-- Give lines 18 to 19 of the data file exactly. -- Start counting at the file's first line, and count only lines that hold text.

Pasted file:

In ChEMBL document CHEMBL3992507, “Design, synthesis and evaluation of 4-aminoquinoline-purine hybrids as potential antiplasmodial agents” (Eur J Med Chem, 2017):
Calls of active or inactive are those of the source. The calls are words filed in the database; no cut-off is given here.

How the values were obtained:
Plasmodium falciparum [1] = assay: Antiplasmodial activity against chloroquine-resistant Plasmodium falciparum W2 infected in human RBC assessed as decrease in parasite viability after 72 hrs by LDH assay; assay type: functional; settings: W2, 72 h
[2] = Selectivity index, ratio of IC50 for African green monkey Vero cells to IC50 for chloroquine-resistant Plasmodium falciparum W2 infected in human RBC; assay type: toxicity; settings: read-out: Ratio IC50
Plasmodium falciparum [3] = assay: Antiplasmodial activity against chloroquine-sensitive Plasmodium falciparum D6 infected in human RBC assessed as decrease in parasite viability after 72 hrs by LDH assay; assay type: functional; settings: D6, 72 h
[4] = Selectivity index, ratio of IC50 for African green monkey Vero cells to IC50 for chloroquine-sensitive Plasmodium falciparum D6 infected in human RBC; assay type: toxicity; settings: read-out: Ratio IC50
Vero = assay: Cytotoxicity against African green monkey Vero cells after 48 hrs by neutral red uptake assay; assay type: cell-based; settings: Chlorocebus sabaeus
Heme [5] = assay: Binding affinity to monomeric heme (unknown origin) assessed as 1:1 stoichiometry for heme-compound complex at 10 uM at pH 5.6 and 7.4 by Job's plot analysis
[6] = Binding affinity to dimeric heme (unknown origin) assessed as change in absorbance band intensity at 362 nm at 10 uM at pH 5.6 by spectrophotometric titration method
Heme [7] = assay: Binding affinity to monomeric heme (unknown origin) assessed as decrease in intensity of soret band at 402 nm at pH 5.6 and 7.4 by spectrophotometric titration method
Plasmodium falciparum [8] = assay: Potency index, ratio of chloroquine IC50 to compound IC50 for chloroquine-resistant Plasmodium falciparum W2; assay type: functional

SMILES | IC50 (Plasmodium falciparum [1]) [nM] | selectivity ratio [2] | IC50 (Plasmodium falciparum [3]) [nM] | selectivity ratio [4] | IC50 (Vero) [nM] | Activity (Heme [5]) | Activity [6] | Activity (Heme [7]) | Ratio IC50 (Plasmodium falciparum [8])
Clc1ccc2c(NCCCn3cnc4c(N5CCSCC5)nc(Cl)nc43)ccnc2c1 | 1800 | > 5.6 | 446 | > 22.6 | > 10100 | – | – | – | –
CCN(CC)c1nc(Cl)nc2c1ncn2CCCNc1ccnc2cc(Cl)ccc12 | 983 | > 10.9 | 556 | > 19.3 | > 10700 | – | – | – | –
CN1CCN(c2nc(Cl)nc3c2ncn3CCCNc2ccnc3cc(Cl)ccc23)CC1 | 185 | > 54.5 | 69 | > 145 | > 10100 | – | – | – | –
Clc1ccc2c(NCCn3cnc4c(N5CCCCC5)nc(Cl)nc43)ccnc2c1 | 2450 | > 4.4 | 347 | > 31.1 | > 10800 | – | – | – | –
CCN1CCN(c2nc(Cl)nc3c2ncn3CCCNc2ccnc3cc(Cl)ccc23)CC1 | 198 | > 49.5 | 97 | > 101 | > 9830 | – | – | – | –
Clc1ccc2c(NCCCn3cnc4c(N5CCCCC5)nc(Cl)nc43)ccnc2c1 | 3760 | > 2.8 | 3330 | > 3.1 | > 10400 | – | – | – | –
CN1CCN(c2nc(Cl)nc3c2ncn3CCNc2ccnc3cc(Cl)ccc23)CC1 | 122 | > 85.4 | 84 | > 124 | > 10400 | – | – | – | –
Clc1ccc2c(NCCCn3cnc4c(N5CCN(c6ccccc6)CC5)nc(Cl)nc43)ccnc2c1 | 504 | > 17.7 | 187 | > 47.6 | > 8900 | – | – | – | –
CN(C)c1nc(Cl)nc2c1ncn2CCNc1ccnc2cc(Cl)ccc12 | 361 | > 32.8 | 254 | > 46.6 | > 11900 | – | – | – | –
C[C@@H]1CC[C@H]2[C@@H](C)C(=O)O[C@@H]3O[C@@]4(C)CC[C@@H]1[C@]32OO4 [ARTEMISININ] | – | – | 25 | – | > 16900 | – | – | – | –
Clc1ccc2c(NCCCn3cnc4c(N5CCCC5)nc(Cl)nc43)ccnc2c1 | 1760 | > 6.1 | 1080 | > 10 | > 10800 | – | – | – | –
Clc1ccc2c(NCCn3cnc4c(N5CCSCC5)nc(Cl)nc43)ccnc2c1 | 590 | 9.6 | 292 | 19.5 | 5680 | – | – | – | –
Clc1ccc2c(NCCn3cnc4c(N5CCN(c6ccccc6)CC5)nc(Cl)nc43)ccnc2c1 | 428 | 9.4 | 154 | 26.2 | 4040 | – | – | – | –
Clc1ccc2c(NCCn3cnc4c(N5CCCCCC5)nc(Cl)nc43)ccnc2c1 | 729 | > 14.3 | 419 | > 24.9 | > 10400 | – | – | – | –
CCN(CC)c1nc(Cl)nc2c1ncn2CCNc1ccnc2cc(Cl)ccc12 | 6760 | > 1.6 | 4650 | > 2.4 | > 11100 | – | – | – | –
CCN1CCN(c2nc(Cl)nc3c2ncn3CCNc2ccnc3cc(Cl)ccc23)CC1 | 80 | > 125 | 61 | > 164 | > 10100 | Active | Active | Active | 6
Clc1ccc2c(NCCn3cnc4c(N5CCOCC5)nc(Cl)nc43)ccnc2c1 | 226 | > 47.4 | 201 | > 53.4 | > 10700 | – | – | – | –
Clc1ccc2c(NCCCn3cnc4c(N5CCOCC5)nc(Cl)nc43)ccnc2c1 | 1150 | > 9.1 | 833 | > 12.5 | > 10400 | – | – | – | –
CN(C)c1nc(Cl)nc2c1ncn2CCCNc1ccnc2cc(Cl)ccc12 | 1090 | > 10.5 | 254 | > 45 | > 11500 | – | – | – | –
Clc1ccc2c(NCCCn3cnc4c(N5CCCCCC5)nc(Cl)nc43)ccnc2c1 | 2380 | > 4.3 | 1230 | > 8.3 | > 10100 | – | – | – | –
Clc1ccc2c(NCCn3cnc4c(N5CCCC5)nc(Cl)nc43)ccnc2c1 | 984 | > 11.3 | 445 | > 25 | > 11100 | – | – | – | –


CCN1CCN(c2nc(Cl)nc3c2ncn3CCCNc2ccnc3cc(Cl)ccc23)CC1 | 198 | > 49.5 | 97 | > 101 | > 9830 | – | – | – | –
Clc1ccc2c(NCCCn3cnc4c(N5CCCCC5)nc(Cl)nc43)ccnc2c1 | 3760 | > 2.8 | 3330 | > 3.1 | > 10400 | – | – | – | –